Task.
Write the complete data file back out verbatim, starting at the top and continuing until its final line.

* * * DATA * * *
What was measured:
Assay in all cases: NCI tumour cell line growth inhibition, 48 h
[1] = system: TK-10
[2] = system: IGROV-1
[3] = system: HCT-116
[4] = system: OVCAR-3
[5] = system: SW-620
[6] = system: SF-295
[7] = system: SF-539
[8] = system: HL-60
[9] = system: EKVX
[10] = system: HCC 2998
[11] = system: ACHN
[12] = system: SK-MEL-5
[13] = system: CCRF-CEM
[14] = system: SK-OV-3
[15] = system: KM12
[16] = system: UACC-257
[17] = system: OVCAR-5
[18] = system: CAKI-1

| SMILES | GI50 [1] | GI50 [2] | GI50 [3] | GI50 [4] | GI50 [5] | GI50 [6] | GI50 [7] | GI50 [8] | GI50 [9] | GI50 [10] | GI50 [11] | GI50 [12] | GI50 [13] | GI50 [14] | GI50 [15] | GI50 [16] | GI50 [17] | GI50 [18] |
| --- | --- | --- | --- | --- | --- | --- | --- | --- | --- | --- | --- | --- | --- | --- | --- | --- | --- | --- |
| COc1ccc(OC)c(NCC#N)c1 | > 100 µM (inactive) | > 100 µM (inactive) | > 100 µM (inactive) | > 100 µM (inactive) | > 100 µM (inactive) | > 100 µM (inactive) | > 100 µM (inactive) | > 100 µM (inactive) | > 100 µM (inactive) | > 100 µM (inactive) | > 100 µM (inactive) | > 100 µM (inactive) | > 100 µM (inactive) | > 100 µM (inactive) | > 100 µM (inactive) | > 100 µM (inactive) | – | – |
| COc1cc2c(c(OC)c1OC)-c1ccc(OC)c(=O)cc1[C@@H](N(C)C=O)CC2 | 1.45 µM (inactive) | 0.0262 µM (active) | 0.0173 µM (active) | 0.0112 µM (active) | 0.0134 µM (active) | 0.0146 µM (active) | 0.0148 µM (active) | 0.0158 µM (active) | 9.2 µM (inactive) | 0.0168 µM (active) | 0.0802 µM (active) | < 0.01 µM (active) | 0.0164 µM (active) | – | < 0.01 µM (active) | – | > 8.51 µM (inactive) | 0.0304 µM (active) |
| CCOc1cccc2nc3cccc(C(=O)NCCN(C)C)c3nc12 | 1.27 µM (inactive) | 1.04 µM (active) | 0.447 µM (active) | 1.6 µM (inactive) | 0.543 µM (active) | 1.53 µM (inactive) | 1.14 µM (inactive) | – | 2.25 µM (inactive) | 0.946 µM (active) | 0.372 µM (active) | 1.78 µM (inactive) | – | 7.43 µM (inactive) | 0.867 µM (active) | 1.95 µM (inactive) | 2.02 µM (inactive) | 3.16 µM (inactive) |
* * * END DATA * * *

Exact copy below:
What was measured:
Assay in all cases: NCI tumour cell line growth inhibition, 48 h
[1] = system: TK-10
[2] = system: IGROV-1
[3] = system: HCT-116
[4] = system: OVCAR-3
[5] = system: SW-620
[6] = system: SF-295
[7] = system: SF-539
[8] = system: HL-60
[9] = system: EKVX
[10] = system: HCC 2998
[11] = system: ACHN
[12] = system: SK-MEL-5
[13] = system: CCRF-CEM
[14] = system: SK-OV-3
[15] = system: KM12
[16] = system: UACC-257
[17] = system: OVCAR-5
[18] = system: CAKI-1

| SMILES | GI50 [1] | GI50 [2] | GI50 [3] | GI50 [4] | GI50 [5] | GI50 [6] | GI50 [7] | GI50 [8] | GI50 [9] | GI50 [10] | GI50 [11] | GI50 [12] | GI50 [13] | GI50 [14] | GI50 [15] | GI50 [16] | GI50 [17] | GI50 [18] |
| --- | --- | --- | --- | --- | --- | --- | --- | --- | --- | --- | --- | --- | --- | --- | --- | --- | --- | --- |
| COc1ccc(OC)c(NCC#N)c1 | > 100 µM (inactive) | > 100 µM (inactive) | > 100 µM (inactive) | > 100 µM (inactive) | > 100 µM (inactive) | > 100 µM (inactive) | > 100 µM (inactive) | > 100 µM (inactive) | > 100 µM (inactive) | > 100 µM (inactive) | > 100 µM (inactive) | > 100 µM (inactive) | > 100 µM (inactive) | > 100 µM (inactive) | > 100 µM (inactive) | > 100 µM (inactive) | – | – |
| COc1cc2c(c(OC)c1OC)-c1ccc(OC)c(=O)cc1[C@@H](N(C)C=O)CC2 | 1.45 µM (inactive) | 0.0262 µM (active) | 0.0173 µM (active) | 0.0112 µM (active) | 0.0134 µM (active) | 0.0146 µM (active) | 0.0148 µM (active) | 0.0158 µM (active) | 9.2 µM (inactive) | 0.0168 µM (active) | 0.0802 µM (active) | < 0.01 µM (active) | 0.0164 µM (active) | – | < 0.01 µM (active) | – | > 8.51 µM (inactive) | 0.0304 µM (active) |
| CCOc1cccc2nc3cccc(C(=O)NCCN(C)C)c3nc12 | 1.27 µM (inactive) | 1.04 µM (active) | 0.447 µM (active) | 1.6 µM (inactive) | 0.543 µM (active) | 1.53 µM (inactive) | 1.14 µM (inactive) | – | 2.25 µM (inactive) | 0.946 µM (active) | 0.372 µM (active) | 1.78 µM (inactive) | – | 7.43 µM (inactive) | 0.867 µM (active) | 1.95 µM (inactive) | 2.02 µM (inactive) | 3.16 µM (inactive) |